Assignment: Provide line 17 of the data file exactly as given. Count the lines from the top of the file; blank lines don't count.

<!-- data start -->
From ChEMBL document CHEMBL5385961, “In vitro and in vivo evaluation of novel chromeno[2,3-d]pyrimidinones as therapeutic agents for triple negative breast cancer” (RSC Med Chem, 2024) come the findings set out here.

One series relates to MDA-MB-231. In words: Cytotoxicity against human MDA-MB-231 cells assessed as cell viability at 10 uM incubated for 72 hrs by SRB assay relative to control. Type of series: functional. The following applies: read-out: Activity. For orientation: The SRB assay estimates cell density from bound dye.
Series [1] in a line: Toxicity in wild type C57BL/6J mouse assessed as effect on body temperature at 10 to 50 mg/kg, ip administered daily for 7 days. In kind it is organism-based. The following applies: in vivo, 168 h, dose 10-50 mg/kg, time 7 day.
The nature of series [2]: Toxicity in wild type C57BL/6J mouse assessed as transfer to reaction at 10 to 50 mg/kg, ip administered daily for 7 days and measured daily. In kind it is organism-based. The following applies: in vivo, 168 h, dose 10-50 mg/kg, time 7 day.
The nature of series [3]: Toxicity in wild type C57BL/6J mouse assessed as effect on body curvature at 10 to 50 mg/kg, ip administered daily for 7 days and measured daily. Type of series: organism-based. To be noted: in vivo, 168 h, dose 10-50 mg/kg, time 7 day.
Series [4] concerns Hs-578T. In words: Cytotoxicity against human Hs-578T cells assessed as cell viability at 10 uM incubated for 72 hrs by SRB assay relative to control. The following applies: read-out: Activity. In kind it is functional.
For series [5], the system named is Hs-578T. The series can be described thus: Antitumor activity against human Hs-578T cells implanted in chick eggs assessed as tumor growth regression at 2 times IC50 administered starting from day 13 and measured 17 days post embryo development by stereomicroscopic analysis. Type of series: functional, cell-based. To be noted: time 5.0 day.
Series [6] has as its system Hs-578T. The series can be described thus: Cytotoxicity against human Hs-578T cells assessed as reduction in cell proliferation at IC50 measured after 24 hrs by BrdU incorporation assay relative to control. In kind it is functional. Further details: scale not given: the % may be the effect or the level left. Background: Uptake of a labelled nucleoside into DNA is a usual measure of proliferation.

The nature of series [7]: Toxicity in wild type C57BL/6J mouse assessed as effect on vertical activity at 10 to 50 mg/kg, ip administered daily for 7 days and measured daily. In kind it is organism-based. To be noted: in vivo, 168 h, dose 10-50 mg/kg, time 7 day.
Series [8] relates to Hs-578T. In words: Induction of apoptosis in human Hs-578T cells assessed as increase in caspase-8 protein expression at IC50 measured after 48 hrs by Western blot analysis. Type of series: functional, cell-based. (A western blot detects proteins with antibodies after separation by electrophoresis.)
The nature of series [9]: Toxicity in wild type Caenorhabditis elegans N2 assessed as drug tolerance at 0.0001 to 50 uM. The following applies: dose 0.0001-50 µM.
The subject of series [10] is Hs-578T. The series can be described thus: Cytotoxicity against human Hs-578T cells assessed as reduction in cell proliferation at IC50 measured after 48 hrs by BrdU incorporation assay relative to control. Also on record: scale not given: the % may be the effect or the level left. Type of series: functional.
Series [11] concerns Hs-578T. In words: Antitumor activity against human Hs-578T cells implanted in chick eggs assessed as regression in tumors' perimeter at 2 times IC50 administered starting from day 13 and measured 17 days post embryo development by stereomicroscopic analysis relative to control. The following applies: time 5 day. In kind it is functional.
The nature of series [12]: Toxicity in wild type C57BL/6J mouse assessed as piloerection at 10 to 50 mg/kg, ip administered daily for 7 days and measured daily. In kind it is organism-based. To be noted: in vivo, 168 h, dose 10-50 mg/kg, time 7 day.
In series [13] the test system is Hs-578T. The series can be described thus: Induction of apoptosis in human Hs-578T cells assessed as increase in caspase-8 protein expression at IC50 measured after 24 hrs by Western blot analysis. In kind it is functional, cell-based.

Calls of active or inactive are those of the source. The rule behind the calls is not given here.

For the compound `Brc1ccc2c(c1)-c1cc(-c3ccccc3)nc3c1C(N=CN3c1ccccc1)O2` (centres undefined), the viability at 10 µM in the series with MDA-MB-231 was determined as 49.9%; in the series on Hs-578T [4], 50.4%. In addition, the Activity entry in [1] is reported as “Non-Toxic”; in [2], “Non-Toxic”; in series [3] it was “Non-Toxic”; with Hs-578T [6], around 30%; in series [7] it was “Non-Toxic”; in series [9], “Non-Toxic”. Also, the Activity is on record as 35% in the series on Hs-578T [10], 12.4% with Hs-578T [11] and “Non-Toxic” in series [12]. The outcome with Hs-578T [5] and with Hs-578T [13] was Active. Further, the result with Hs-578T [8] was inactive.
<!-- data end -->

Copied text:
For the compound `Brc1ccc2c(c1)-c1cc(-c3ccccc3)nc3c1C(N=CN3c1ccccc1)O2` (centres undefined), the viability at 10 µM in the series with MDA-MB-231 was determined as 49.9%; in the series on Hs-578T [4], 50.4%. In addition, the Activity entry in [1] is reported as “Non-Toxic”; in [2], “Non-Toxic”; in series [3] it was “Non-Toxic”; with Hs-578T [6], around 30%; in series [7] it was “Non-Toxic”; in series [9], “Non-Toxic”. Also, the Activity is on record as 35% in the series on Hs-578T [10], 12.4% with Hs-578T [11] and “Non-Toxic” in series [12]. The outcome with Hs-578T [5] and with Hs-578T [13] was Active. Further, the result with Hs-578T [8] was inactive.